I’m not sure what it is about the relays but because I get so fired up for the win my only tactic is to run eyeballs out and I could tell Math was in for a rough ride because I felt super strong from the off. As we entered the woods and began the first climb, I began to pull away and from this point we were in control of the race. Now I just needed to make sure Math could stay with me. Plus we needed to try and shake the P&B boys from our tail, easier said than done!
I thought before the race that we’d be the pair to beat on leg 2 but I didn’t consider the fact that we’d be winning the race within the first minute. Now it might sound daft, but being in the lead didn’t really help our chances of running the fastest leg because a) I was in charge of navigation (the route wasn’t flagged) and b) We’d nobody to follow. I won’t lie, I was really nervous as Math hadn’t reccied the leg and I’d slept since I reccied it, so there was always a good chance we might go wandering on the moor. To put the situation in perspective I once got lost in a cross country race that I’d organised! I’ve also gone wrong a couple of times on the Yorkshireman Half Marathon, despite doing the route every year for the last 7 years… so I think I’ve made my point 😉 I always find it easier to chase a lead than to protect it so we really did have our work cut out.
My first major worry was getting the line down to checkpoint 4, which was located at the bottom of Ashendean Clough. I knew the teams behind would all follow us and I didn’t want to get caught in the deep heather and bracken only for them to skip round us and take the lead. I decided to play it safe and stick to all the sensible route choices and to the lines I’d decided to take prior to the start of the race.
Thankfully we arrived quickly and safely at checkpoint 4 and the next section was the steep climb to the memorial stone on Mearley Moor. Within seconds of the ascent Math was paying for our fast start and Pudsey were slowly pulling us back. I knew if we were going to win this relay we’d have to make every second count and give our leg 3 runners the best possible start. Therefore instead of skipping off up the climb whilst Math suffered, I dropped back and helped to push him up the steep section with a series of very hard efforts. I think it made a big difference because we managed to extend our lead just enough to descend out of sight to checkpoint 5.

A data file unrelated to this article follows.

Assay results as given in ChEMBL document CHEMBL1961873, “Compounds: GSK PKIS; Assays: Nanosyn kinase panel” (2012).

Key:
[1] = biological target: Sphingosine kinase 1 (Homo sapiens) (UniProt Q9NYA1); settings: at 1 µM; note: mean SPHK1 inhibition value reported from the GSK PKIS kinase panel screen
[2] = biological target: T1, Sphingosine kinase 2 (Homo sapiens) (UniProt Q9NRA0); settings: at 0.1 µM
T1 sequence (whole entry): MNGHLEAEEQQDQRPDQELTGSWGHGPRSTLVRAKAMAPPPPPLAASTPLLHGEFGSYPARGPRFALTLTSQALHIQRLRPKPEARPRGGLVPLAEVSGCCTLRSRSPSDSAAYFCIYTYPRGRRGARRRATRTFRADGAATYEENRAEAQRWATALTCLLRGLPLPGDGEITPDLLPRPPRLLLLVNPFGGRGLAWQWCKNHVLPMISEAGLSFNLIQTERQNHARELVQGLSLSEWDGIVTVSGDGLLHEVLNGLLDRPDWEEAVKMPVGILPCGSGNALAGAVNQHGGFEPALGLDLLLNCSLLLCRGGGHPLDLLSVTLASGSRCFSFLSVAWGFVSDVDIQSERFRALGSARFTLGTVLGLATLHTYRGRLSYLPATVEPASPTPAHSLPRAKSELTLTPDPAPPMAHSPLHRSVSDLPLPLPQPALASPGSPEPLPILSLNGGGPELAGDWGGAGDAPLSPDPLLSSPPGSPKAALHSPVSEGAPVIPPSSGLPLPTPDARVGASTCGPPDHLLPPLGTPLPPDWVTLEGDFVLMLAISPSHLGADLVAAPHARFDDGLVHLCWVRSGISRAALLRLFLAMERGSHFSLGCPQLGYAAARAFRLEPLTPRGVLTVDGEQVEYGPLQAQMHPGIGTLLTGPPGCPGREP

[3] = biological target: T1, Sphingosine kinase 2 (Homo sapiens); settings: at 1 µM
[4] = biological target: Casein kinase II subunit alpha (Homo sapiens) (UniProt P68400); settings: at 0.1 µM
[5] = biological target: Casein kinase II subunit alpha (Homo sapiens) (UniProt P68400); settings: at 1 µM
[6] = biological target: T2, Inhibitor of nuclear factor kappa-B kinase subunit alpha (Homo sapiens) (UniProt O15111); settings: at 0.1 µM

Pictured above: The climb to the Memorial stone, checkpoint 4 to 5 (Photo credit to Adrian Nicholls http://anevent.co.uk)
From checkpoint 5 to Ogden Clough there was serious route choice. Follow the stream up the valley or climb up steeply to Black Hill and onto the fast runnable track at the top. I opted for the latter, still unsure whether it was the best choice. Had we been following anyone else at this point perhaps I may have chosen differently, but this was the way I’d decided to go after my recce so I had to play it safe.
As we began to climb I turned to see Graham and Joe descend down the wrong path and they were way off checkpoint 5. It would have been easy to turn a blind eye and let them struggle to find the right way but I’m a true sportsman and if I’m going to win then I’m going to win because I/we are the best on the day. I shouted to Graham and pointed him the right way. We’ve been friends a long time and I thought it was the right thing to do. Others reading this might disagree!
The climb up to the track seemed to take forever but I knew once we got there Math would find his running legs again and we could stride out to Ogden Clough. It was a relief when we finally made it and true to form he quickly lifted the pace.
Once we hit the top of Pendle Hill and checkpoint 8 we were back in full flow…
Pictured above: The descent from Pendle summit (Photo credit to Woodentops https://plus.google.com/photos/110439573756197443848/albums/6206906474650853409)
We flew down the descent and the run in to the finish almost felt effortless as I could hear the support from the crowds on our arrival to the finish.
Pictured above: The final 1km
I was happy we’d done our bit and I was even happier we’d manage to extend the lead with Dark Peak coming through in second place. As we handed over to Logie Bear and Daz on leg 3 we now had to pray the God of Nav would be kind to us and bring them home in contention.
Leg 3: Paired navigation leg
The best orienteer in the club- given the huge responsibility of not getting lost on leg 3
Doesn’t like losing or making mistakes.